[show abstract][hide abstract] ABSTRACT: BACKGROUND: Ethnic minority groups have higher prevalence of cardiovascular disease (CVD) and type 2 diabetes mellitus (T2DM). We assessed general practitioners' (GPs') performance with respect to the pharmacological prevention of CVD in patients with T2DM from different ethnic backgrounds in Oslo. METHODS: Of 1653 T2DM patients cared for by 49 GPs in 2005, 380 had a diagnosis of CVD. Ethnicity was categorized as Norwegian, South Asian and other. Risk factor levels, medication use, achievement of treatment targets (HbA1c <= 7.5%, systolic blood pressure (SBP) <= 140 mmHg, total cholesterol/HDL-cholesterol < 4) and therapeutic intensity (number of drugs targeting each risk factor) were recorded. Chi-square, Wald tests and multiple linear regression analyses were used. RESULTS: Of the 1273 patients receiving primary prevention, 1.5% had their Hb1Ac, 4.8% SBP and 12.7% lipids levels above treatment thresholds without relevant prescriptions. Among patients on pharmacological therapy, 66% reached the HbA1c, 62% SBP and 62% lipid target. Proportions not achieving the HbA1c target were 26% in Norwegians, 38% in South Asians and 29% in others (p = 0.008). Proportions not achieving the SBP target were 42% in Norwegians, 22% in South Asians and 25% in others (p <= 0.001). Of those not achieving the HbA1c and SBP targets, 43% and 35% respectively, used only one agent.In secondary prevention, 0.8% of the patients had their HbA1c, 0.5% SBP and 7.4% lipid levels above treatment thresholds without relevant prescriptions. Among patients on pharmacological therapy, 65% reached the HbA1c, 64% SBP and 66% lipid target. Proportions not achieving the HbA1c target were 26% in Norwegians, 47% in South Asians and 40% in others (p = 0.03). Proportions not achieving the SBP target were 36% in Norwegians, 22% in South Asians and 56% in others (p = 0.050). Of those not achieving HbA1c and SBP targets, 49% and 21% respectively, were on mono-therapy. CONCLUSIONS: Norwegian GPs comply reasonably well with guidelines for pharmacological prevention of CVD in T2DM patients across ethnic groups. However, lipid-lowering therapy was generally underused, and the achievement of treatment targets for HbA1c in ethnic minorities and for BP in Norwegians could be improved.
BMC Health Services Research 05/2013; 13(1):182. · 1.77 Impact Factor
[show abstract][hide abstract] ABSTRACT: Influenza virus infection results in host cell death and major tissue damage. Specific components of the apoptotic pathway, a signaling cascade that ultimately leads to cell death, are implicated in promoting influenza virus replication. BAD is a cell death regulator that constitutes a critical control point in the intrinsic apoptosis pathway, which occurs through the dysregulation of mitochondrial outer membrane permeabilization and the subsequent activation of downstream apoptogenic factors. Here we report a novel pro-viral role for the pro-apoptotic protein BAD in influenza virus replication. We show that influenza virus-induced cytopathology and cell death are considerably inhibited in BAD knockdown cells and that both virus replication and viral protein production are dramatically reduced, which suggests that virus-induced apoptosis is BAD-dependent. Our data showed that influenza viruses induced phosphorylation of BAD at residues S112 and S136 in a temporal manner. Viral infection also induced BAD cleavage, late in the viral lifecycle, to a truncated form that is reportedly a more potent inducer of apoptosis. We further demonstrate that knockdown of BAD resulted in reduced cytochrome c release and suppression of the intrinsic apoptotic pathway during influenza virus replication, as seen by an inhibition of caspases-3, caspase-7 and PARP cleavage. Our data indicate that influenza viruses carefully modulate the activation of the apoptotic pathway that is dependent on the regulatory function of BAD, and failure of apoptosis activation resulted in unproductive viral replication.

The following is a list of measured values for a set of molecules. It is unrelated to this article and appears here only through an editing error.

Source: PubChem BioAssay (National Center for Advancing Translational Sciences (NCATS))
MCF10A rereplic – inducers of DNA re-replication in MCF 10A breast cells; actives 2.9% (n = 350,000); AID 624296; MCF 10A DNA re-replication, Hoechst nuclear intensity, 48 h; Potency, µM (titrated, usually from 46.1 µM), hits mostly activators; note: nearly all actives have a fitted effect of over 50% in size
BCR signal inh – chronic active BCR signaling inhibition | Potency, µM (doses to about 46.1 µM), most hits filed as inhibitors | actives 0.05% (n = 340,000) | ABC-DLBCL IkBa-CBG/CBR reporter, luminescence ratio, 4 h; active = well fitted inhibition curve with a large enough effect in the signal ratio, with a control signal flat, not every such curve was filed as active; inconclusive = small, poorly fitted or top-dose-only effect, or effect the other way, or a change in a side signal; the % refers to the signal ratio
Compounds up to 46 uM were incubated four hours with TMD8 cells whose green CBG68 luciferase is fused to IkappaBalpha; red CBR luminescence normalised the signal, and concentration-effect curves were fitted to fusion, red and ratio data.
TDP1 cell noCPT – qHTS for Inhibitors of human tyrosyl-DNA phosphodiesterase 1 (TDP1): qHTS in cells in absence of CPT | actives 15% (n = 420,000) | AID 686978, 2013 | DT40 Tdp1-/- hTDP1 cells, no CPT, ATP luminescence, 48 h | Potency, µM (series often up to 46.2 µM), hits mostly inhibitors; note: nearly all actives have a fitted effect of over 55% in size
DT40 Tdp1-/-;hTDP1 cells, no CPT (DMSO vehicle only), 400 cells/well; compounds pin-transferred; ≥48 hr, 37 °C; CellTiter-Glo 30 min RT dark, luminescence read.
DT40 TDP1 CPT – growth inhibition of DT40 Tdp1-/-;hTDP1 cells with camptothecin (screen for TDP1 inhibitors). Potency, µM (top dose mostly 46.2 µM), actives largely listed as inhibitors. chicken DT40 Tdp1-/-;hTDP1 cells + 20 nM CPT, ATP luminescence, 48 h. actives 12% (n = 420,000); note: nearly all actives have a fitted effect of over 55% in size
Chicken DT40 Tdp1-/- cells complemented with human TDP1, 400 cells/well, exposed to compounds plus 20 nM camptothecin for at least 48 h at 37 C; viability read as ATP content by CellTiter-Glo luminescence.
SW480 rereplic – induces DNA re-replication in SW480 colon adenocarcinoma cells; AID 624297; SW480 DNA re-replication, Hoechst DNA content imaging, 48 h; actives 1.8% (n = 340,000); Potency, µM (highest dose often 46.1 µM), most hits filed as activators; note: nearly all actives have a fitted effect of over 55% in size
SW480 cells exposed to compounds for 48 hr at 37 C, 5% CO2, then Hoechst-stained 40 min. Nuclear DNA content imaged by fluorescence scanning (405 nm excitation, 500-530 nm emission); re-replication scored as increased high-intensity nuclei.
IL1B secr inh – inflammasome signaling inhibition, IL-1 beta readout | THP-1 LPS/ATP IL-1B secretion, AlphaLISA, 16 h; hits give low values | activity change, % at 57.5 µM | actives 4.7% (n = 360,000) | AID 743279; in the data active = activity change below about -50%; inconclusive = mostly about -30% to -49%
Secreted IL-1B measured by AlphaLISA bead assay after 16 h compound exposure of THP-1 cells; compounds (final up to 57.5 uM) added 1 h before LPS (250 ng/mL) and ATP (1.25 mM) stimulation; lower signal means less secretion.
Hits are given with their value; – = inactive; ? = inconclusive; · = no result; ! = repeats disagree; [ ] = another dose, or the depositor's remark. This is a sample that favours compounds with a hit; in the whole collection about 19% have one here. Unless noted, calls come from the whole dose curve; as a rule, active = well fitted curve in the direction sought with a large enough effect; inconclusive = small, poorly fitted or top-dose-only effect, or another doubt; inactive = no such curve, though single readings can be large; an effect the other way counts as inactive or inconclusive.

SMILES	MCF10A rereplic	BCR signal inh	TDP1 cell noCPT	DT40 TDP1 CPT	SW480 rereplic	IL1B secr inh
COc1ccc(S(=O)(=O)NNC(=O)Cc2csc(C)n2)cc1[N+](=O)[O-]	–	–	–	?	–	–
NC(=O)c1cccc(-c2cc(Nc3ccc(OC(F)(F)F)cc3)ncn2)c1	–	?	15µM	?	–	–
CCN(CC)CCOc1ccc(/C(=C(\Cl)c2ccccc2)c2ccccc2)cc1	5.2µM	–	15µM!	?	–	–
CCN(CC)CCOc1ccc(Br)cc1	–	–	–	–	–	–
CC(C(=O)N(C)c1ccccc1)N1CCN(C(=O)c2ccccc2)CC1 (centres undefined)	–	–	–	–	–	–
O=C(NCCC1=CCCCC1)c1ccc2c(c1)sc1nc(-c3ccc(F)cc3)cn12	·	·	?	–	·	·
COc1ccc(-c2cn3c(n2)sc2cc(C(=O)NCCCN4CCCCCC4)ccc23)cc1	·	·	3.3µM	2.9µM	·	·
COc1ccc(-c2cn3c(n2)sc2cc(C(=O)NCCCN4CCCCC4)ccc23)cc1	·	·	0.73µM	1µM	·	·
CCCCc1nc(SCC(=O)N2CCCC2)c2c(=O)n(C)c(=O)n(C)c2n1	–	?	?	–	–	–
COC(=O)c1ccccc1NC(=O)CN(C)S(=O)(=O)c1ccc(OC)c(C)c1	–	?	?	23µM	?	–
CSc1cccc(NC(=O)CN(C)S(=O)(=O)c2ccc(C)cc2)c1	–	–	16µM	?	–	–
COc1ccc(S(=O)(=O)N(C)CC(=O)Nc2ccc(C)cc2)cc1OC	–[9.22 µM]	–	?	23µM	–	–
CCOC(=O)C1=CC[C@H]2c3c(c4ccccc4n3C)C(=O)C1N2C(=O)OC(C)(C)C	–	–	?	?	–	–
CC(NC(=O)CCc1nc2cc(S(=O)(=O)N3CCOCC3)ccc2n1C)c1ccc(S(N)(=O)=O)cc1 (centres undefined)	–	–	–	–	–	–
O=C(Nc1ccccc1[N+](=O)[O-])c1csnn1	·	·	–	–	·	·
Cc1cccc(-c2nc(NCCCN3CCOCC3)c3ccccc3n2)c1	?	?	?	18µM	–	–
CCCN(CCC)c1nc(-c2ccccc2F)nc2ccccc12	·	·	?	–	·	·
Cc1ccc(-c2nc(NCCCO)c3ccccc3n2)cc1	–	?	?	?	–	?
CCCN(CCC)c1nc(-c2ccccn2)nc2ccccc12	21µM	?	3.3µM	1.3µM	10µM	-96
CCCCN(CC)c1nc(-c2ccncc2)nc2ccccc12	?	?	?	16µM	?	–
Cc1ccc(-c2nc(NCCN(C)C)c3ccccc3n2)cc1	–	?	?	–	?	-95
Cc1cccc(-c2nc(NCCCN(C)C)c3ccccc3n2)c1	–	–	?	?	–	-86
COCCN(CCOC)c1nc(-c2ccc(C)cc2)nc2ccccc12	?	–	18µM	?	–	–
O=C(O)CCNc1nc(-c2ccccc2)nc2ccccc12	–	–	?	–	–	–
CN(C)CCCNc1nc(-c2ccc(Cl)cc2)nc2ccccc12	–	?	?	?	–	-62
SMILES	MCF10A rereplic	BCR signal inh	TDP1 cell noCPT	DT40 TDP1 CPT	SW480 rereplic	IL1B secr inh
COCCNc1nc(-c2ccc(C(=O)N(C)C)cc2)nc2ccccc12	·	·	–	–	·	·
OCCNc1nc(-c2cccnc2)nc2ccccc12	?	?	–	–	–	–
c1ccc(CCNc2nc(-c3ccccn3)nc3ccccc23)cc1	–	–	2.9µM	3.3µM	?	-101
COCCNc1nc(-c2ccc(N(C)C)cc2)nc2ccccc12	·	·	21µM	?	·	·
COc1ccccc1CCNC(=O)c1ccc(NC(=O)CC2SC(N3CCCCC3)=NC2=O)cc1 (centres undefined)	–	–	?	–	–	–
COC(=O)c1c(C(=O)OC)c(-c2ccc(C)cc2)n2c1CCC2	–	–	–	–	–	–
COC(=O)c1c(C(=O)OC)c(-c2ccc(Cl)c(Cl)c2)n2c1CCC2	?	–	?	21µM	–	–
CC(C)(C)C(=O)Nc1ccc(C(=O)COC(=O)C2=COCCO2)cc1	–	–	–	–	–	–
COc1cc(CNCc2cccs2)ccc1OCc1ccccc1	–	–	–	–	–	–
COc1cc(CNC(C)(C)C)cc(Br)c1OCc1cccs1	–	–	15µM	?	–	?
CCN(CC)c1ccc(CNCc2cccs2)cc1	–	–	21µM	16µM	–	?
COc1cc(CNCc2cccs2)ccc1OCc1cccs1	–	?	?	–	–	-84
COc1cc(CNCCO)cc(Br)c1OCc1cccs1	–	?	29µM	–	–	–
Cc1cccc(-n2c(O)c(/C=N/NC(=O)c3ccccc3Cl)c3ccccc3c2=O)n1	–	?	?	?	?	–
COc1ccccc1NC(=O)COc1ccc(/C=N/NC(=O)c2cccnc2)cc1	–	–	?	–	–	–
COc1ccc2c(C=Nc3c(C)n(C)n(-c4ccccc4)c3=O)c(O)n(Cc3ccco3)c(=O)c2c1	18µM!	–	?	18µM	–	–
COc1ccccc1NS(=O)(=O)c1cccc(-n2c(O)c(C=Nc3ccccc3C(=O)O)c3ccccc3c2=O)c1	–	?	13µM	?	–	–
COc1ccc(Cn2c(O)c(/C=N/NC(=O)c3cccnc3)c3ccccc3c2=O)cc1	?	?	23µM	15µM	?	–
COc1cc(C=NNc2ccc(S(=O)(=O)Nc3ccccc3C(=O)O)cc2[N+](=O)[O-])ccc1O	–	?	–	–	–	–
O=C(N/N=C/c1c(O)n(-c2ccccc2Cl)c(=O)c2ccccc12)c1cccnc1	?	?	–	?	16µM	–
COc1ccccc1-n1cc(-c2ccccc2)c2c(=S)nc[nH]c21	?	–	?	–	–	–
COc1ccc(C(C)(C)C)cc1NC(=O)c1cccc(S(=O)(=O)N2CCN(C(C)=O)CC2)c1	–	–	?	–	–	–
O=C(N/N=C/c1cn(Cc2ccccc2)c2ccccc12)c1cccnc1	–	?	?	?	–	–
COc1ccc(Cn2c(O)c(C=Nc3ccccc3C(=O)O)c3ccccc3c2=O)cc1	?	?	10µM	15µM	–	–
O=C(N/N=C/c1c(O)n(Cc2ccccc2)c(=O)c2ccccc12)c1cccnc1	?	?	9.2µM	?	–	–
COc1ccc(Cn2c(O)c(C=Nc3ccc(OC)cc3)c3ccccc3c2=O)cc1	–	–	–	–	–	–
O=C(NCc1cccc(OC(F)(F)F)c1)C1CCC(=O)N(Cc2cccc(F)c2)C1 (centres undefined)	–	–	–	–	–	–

[show abstract][hide abstract] ABSTRACT: The population in Norway has become multi-ethnic due to migration from Asia and Africa over the recent decades. The aim of the present study was to explore differences in the self-reported prevalence of cardiovascular disease (CVD) and associated risk factors by diabetes status in five ethnic minority groups compared to ethnic Norwegians.
Pooled data from three population-based cross-sectional studies conducted in Oslo between 2000 and 2002 was used. Of 54,473 invited individuals 24,749 (45.4%) participated. The participants self-reported health status, underwent a clinical examination and blood samples were drawn. A total of 17,854 individuals aged 30 to 61 years born in Norway, Sri-Lanka, Pakistan, Iran, Vietnam or Turkey were included in the study. Chi-square tests, one-way ANOVAs, ANCOVAs, multiple and logistic regression were used.
Age- and gender-standardized prevalence of self-reported CVD varied between 5.8% and 8.2% for the ethnic minority groups, compared to 2.9% among ethnic Norwegians (p < 0.001). Prevalence of self-reported diabetes varied from 3.0% to 15.0% for the ethnic minority groups versus 1.8% for ethnic Norwegians (p < 0.001). Among individuals without diabetes, the CVD prevalence was 6.0% versus 2.6% for ethnic minorities and Norwegians, respectively (p < 0.001). Corresponding CVD prevalence rates among individuals with diabetes were 15.3% vs. 12.6% (p = 0.364). For individuals without diabetes, the odds ratio (OR) for CVD in the ethnic minority groups remained significantly higher (range 1.5-2.6) than ethnic Norwegians (p < 0.05), after adjustment for age, gender, education, employment, and body height, except for Turkish individuals. Regardless of diabetes status, obesity and physical inactivity were prevalent in the majority of ethnic minority groups, whereas systolic- and diastolic- blood pressures were higher in Norwegians. In nearly all ethnic groups, individuals with diabetes had higher triglycerides, waist-to-hip ratio (WHR), and body mass index compared to individuals without diabetes. Age, diabetes, hypertension, hypercholesterolemia, and WHR were significant predictors of CVD in both ethnic Norwegians and ethnic minorities, but significant ethnic differences were found for age, diabetes, and hypercholesterolemia.